Sister Hana’s laughter being “a candle that refused to be snuffed out” symbolizes resilience. Grandfather Lito’s violin represents both a connection to his past and a source of hope.

The metaphoric language enriches the reader’s understanding of the characters’ struggles and aspirations.


“Refugee” skillfully employs analogies to elucidate intricate concepts. Sister Hana’s choice to “hold on to life like it’s a raft” mirrors the characters’ determination to survive amidst turmoil.

Grandfather Lito’s violin playing, akin to “a prayer sent to the sky,” conveys his longing for a better future. These analogies allow readers to connect emotionally with the characters’ struggles and aspirations on a deeper level.


The anticipation of Josef’s family’s decision to leave is palpable, as they “hovered like birds above a field of land mines.”

The host family’s welcoming presence is depicted as “a lighthouse in the storm,” offering refuge.

Imagery like Brother Waleed’s “laughter, a melody of hope” heightens the emotional impact, immersing readers in the characters’ world.


Sister Hana and her hairpin represent sacrifice, echoing the resilience of Jewish refugees like Josef’s family.

Grandfather Lito has cherished the violin and that violin signifies the enduring power of music amid adversity.

The critical moment when families decide to leave becomes a symbol of hope and courage, connecting these decisions to the broader theme of seeking refuge and new beginnings.


The host family’s house “welcomed them with open arms,” endowing it with human-like warmth. Brother Waleed’s “laughter danced through the air,” emphasizing its infectious and uplifting nature.

Personifying Josef’s story as a “living thing” adds emotional weight, while Josef’s mother “held the world on her shoulders,” poetically encapsulating her strength and determination.


When Isabel’s family decide that they must leave Cuba, the enormity of the situation is heightened, underscoring the gravity of their choice.

Similarly, the host family in Germany provides “more food than they could ever eat,” conveying the abundance of care and support that the refugee children receive, emphasizing their newfound safety and hospitality.


When Isabel rallies for Fidel Castro, the dramatic irony lies in her eventual need to escape his regime. Isabel’s story, originally intended as a school assignment, takes on profound significance as her own experiences unfold.

The juxtaposition of a Syrian boy expressing hope for his government’s protection amidst the conflict serves as a poignant instance of situational irony.


Brother Waleed has hopeful belief in the Syrian government and their protection stands in stark contrast to the harsh realities of the civil war.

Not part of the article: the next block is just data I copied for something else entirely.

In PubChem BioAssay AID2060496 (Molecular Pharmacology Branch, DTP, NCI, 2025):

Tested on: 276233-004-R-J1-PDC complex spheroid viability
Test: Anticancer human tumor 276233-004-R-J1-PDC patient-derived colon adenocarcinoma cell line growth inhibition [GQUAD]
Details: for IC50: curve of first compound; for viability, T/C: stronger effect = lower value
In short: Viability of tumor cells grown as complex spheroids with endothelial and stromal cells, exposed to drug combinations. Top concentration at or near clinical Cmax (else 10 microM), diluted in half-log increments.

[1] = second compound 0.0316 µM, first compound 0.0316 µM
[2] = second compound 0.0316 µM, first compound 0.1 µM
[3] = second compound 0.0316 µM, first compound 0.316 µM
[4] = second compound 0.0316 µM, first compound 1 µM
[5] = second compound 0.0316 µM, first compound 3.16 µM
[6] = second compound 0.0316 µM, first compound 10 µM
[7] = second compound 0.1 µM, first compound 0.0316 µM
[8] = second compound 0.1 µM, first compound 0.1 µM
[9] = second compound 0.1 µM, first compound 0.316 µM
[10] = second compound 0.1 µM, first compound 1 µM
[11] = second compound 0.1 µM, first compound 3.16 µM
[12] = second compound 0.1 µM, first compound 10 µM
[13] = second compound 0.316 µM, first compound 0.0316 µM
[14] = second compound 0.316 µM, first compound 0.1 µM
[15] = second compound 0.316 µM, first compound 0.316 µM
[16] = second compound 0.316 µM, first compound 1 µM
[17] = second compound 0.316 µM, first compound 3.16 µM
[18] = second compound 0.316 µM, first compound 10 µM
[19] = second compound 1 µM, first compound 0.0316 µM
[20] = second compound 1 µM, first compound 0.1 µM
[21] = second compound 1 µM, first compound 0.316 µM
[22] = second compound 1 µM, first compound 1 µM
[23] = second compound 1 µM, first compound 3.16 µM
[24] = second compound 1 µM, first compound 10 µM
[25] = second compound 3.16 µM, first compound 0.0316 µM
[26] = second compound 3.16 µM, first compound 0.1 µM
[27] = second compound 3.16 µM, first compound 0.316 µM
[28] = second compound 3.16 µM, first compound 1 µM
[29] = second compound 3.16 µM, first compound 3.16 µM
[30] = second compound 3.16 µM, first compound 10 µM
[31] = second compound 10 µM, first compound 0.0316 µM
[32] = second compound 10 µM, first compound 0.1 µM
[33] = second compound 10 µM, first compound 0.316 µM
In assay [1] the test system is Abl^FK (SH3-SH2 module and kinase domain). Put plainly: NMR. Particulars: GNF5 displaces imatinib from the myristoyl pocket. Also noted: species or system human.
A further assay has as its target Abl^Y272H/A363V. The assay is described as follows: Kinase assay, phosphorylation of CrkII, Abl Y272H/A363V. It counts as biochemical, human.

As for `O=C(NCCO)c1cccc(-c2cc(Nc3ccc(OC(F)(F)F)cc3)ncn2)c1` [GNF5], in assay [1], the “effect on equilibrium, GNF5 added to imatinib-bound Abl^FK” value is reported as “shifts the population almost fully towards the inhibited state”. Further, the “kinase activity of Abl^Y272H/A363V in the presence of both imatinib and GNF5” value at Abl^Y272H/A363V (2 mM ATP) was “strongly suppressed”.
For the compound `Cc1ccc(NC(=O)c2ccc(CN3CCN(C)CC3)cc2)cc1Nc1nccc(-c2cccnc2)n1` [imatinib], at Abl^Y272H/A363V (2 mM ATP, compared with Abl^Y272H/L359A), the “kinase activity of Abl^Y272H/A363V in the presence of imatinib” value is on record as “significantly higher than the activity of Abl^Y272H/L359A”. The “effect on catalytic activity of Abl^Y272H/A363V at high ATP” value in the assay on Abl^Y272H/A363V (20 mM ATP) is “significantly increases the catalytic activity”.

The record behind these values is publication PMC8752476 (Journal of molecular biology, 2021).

This contrast intensifies the reader’s understanding of the challenges faced by refugees like Waleed’s family, showcasing the disparity between their expectations and the grim actualities they encounter.

The technique prompts readers to consider the impact of such contrasts on the characters’ lives.


While Isabel trades cherished possessions to secure a passage out of Cuba, the very act contradicts the normalcy of childhood.

The presence of Jewish passengers aboard the ship parallels the protagonist Josef’s escape from Nazi Germany. Sister Ruthie’s silence amid turmoil paradoxically symbolizes her profound strength.

The novel’s status as a New York Times bestseller contrasts with the harsh realities of its refugee characters’ lives, reflecting a bittersweet irony.


The reference to the “Cuban rhythm” reflects the cultural identity of Isabel’s homeland.

When Isabel dives into the ocean, the act alludes to the pursuit of freedom often associated with aquatic escapes.

References to the “Soviet Union” and “Turkish border” contextualize the global scope of refugee crises.

The presence of a “Coast Guard boat” reflects the persistent struggle for survival amid perilous crossings.


“Refugee” can be seen as an allegory representing universal themes of hope, resilience, and the human quest for safety.

Sister Ruthie’s silence amidst turmoil symbolizes strength and resistance. Mahmoud’s story serves as an allegory for the plight of Syrian refugees, standing in for countless individuals affected by war.

Isabel and her family’s journey, from fleeing Fidel Castro’s regime to navigating a detention center, allegorically mirrors the wider refugee experience, creating a poignant tapestry of shared struggles.


“Refugee” does not prominently feature instances of ekphrasis, where detailed descriptions of artworks are vividly portrayed.

Instead, the narrative primarily focuses on the journeys and experiences of characters like Isabel and her family, who must make the urgent decision to leave Cuba immediately to start a new life.